It can make for an interesting view of where you’ve been and when you click on the arrow on the large map it takes you a full thumbnail screen of those photos, but I wish you could then drill down further by clicking on the arrows in the sidebar map. Clicking on these markers simply gives you the option to either edit or delete the GPS data for that group of images.
As you would expect this view allows you to organize your photos by the individual(s) in them. When you first view it everything is simply grouped together in a single folder labeled “Untagged”, you need to create a folder for each person. Now on the positive side once you have created that folder it will self-populate to some degree thanks to the Facial Recognition feature that we’ll cover in just a moment.
Users of Google Photos will be familiar with this view and it’s a great way to scroll through or create a slideshow dedicated to a single individual.
Albums are entirely your own creations and you have a few different options on how to add photos to an album. So you can build a group of photos in the Clipboard and then simply drag them into your album when you are ready.
You can also right click on any photo or group of photos and the third option down will be to “Add to Album” and you simply select the relevant album.
Photos in your album can be resorted by simply dragging and dropping them into any order that you like and you can playback a slideshow of these images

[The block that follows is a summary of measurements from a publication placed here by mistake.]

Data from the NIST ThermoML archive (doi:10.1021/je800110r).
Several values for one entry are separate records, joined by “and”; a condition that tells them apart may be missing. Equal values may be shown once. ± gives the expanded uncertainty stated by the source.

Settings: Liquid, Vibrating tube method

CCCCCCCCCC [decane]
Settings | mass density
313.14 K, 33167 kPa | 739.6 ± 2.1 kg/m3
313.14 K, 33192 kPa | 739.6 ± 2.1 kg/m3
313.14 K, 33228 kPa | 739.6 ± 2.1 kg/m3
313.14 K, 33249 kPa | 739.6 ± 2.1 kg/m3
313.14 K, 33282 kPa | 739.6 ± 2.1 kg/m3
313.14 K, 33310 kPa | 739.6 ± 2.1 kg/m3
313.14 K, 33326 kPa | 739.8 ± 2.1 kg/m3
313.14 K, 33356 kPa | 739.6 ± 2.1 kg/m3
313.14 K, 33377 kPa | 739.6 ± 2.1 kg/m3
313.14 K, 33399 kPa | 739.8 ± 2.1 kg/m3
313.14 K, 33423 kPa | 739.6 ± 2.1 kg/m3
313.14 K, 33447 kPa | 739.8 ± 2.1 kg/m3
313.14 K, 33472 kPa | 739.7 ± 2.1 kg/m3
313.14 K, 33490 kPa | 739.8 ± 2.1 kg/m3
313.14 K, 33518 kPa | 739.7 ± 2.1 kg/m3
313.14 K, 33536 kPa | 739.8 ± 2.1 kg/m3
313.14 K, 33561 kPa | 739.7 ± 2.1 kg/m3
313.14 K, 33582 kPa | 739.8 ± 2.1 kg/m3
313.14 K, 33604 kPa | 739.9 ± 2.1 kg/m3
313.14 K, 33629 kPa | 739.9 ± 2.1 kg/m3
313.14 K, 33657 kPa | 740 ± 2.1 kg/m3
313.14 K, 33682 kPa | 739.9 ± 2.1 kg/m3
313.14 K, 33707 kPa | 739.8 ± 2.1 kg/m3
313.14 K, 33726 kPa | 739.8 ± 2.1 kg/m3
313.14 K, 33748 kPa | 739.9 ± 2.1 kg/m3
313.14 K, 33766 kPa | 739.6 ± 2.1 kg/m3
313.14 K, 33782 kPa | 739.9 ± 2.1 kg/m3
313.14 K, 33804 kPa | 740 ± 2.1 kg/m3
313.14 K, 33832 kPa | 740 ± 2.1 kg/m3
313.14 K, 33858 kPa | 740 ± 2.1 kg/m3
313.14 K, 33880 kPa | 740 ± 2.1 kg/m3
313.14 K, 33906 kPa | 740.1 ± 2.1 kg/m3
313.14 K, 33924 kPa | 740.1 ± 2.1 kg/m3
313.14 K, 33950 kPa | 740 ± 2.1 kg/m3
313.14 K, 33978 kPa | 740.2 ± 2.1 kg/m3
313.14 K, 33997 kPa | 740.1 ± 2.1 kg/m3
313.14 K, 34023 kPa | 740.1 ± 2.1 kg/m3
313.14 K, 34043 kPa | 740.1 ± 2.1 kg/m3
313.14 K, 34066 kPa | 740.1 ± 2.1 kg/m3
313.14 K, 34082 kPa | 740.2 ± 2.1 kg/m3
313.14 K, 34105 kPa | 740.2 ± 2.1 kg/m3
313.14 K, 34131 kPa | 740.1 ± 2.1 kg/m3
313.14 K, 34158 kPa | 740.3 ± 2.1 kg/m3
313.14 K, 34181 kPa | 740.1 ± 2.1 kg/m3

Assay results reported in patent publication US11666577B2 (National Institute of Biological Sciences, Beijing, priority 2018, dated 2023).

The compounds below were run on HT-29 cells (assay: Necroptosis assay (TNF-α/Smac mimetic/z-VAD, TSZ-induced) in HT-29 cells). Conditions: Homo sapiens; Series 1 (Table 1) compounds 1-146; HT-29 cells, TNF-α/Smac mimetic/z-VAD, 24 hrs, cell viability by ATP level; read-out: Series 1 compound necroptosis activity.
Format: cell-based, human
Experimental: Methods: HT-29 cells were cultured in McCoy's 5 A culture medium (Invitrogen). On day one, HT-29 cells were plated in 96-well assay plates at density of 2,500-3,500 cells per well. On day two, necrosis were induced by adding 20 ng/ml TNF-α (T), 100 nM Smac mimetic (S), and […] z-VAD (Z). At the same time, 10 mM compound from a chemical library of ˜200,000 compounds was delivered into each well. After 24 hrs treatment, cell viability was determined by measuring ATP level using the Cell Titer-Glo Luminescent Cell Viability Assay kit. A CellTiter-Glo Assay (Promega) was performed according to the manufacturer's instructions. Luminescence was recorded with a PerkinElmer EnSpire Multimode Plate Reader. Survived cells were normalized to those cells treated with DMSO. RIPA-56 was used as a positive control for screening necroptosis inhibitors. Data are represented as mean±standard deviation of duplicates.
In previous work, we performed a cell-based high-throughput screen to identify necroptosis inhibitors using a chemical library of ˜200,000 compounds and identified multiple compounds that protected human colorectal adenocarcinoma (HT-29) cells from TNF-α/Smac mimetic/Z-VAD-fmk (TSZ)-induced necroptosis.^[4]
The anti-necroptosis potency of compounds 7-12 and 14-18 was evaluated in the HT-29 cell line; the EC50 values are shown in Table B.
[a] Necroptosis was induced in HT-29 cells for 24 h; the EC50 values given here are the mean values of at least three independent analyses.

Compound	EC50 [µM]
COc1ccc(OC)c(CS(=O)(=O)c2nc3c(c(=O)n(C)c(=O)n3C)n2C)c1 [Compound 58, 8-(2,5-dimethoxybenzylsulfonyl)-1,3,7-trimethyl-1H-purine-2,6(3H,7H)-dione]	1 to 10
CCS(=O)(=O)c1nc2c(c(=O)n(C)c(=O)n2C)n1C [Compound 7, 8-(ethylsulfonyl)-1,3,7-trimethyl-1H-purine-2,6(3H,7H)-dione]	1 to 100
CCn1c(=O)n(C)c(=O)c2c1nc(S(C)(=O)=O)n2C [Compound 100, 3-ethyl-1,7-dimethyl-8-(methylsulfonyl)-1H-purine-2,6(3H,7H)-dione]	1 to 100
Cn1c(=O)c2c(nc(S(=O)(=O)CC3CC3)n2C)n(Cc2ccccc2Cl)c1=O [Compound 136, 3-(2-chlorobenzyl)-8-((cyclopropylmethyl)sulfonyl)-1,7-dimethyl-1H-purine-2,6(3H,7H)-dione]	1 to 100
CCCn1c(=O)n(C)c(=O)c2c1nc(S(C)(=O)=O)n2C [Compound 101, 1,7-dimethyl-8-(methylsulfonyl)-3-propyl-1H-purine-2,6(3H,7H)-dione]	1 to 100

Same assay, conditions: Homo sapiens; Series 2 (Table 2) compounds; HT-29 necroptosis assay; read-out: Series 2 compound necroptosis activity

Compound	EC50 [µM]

This is the most straightforward of the views as for the most part it just mirrors the actual folder structure that your photos are in on your storage device or cloud service. This is going to be the most important view in terms of actual file management, but not the most useful for simply viewing your files.
So for example for my small sample set that I imported to use with Mylio I had a single folder for the images from my laptop, another folder for my Pixel 3 and then Mylio creates its own folder automatically simply called “Mylio Pictures.” One critical thing to understand here is that anything copied into that last folder would then be exclusive to Mylio, with any changes limited to that copy, whereas any changes made to files in the other folders would be mirrored to the copy that exists outside of Mylio.
As we mentioned in the People view section above, Mylio does offer a facial recognition component. Obviously, you need to do the initial identification and the easiest way to do this is to drill down to the thumbnails in any of the views above and then click on the people icon in the top of the right-hand sidebar which will show as “Batch tagging” when you hover over it. This will bring up a list of all the faces that it detects in those images and you can go through and either ignore or identify each person. Once you have identified even a single image of a person it will try to propose additional occurrences of that person, but it definitely improves the more images you positively identify.
I was reasonably impressed with the job it did on the handful of subjects that I tried with this feature. After identifying about a dozen photos of a person it pretty reliably identified them itself. I won’t say that it holds up to what Google Photos can do, but it’s hard to make a fair comparison given that Google Photos has years and tens of thousands of photos to work with.